Largest recent impact craters on Mars: Orbital imaging and surface seismic co-investigation

Research areas:
Year:
2022
Authors:
  • L V Posiolova
  • P. Lognonné
  • W B Banerdt
  • J Clinton
  • G S Collins
  • T Kawamura
  • S Ceylan
  • I J Daubar
  • B Fernando
  • M Froment
  • D Giardini
  • M C Malin
  • K. Miljkovi{\'
  • {c}}
  • S. C. Stähler
  • Z Xu
  • M E Banks
  • Éric Beucler
  • B A Cantor
  • C Charalambous
  • N Dahmen
  • P Davis
  • M Drilleau
  • C M Dundas
  • C. Durán
  • F Euchner
  • R F Garcia
  • M Golombek
  • A Horleston
  • C Keegan
  • A Khan
  • D Kim
  • C Larmat
  • R Lorenz
  • L Margerin
  • S Menina
  • M Panning
  • C Pardo
  • Clément Perrin
  • W T Pike
  • M Plasman
  • A. Raj{\v{s}}i{\'
  • {c}}
  • L Rolland
  • E Rougier
  • G Speth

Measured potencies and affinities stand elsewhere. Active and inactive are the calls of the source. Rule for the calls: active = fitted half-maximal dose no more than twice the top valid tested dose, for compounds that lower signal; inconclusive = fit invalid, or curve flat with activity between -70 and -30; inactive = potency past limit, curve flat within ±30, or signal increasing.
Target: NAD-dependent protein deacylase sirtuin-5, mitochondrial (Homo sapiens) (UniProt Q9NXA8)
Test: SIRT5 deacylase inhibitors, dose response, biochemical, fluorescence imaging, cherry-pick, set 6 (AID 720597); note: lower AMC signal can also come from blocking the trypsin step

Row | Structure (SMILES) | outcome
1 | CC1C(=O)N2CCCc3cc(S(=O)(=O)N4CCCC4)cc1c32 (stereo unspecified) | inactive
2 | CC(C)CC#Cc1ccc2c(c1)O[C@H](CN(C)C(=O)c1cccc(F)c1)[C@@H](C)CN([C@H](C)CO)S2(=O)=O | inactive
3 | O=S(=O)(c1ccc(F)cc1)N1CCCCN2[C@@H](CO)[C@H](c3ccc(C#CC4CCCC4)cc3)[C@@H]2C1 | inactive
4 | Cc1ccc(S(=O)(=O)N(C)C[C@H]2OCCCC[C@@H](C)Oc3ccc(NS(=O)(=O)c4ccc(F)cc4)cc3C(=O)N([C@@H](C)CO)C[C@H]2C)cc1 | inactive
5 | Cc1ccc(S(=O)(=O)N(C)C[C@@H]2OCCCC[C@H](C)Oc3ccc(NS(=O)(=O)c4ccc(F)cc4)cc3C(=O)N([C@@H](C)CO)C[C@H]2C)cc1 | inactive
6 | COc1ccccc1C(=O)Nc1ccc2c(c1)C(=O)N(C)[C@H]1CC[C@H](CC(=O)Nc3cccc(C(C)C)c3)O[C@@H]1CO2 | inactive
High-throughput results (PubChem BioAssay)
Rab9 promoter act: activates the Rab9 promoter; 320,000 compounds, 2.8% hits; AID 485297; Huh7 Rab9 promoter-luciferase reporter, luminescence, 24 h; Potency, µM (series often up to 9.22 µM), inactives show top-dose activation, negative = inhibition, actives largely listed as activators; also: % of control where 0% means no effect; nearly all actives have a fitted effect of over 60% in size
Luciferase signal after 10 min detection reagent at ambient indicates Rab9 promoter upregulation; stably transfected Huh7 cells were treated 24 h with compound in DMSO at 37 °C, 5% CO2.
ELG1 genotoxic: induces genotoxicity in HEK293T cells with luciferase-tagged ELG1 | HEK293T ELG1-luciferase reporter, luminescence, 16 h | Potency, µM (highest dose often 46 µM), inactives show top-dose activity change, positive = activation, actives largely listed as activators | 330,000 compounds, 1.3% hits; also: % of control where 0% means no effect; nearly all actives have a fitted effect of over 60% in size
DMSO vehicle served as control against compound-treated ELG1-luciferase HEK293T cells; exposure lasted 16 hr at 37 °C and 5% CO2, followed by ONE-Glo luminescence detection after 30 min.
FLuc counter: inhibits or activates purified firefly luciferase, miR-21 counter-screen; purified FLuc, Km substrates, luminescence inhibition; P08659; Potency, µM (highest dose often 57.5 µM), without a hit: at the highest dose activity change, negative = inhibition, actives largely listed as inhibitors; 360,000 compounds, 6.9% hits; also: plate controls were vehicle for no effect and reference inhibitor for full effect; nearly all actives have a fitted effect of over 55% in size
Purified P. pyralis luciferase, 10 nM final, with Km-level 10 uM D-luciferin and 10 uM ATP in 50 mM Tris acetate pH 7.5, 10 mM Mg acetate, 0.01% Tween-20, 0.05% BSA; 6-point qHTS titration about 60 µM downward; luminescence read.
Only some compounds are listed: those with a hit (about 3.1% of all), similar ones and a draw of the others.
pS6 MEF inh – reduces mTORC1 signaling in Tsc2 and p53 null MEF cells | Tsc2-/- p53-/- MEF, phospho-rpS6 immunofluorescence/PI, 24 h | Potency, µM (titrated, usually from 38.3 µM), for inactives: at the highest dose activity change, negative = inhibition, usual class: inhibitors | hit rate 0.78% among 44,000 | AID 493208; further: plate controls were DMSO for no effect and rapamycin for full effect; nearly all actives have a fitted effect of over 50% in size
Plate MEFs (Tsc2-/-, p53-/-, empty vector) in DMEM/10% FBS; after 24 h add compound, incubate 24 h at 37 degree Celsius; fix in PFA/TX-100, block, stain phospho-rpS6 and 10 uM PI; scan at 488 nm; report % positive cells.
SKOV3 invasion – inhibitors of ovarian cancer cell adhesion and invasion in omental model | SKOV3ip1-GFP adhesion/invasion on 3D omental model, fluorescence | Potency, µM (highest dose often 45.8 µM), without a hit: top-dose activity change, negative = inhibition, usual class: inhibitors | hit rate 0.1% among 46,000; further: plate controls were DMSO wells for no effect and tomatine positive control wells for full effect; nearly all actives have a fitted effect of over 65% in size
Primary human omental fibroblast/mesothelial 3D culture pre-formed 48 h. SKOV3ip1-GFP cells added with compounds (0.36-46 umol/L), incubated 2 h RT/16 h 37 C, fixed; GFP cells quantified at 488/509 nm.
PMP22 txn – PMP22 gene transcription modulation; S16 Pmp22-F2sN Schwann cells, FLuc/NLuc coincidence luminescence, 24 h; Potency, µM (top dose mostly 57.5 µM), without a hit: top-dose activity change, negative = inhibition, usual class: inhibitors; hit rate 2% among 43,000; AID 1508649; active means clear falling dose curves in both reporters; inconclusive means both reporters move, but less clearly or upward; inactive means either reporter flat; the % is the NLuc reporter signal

• A Spiga
  • A Stott
  • D Susko
  • N A Teanby
  • A Valeh
  • A Werynski
  • N. Wójcicka
  • G. Zenhäusern
Journal:
Science
Volume:
378
Number:
6618
Pages:
412-417
Month:
October
ISSN:
0036-8075
BibTex:
Abstract:
Two >130-meter-diameter impact craters formed on Mars during the later half of 2021. These are the two largest fresh impact craters discovered by the Mars Reconnaissance Orbiter since operations started 16 years ago. The impacts created two of the largest seismic events (magnitudes greater than 4) recorded by InSight during its 3-year mission. The combination of orbital imagery and seismic ground motion enables the investigation of subsurface and atmospheric energy partitioning of the impact process on a planet with a thin atmosphere and the first direct test of martian deep-interior seismic models with known event distances. The impact at 35°N excavated blocks of water ice, which is the lowest latitude at which ice has been directly observed on Mars.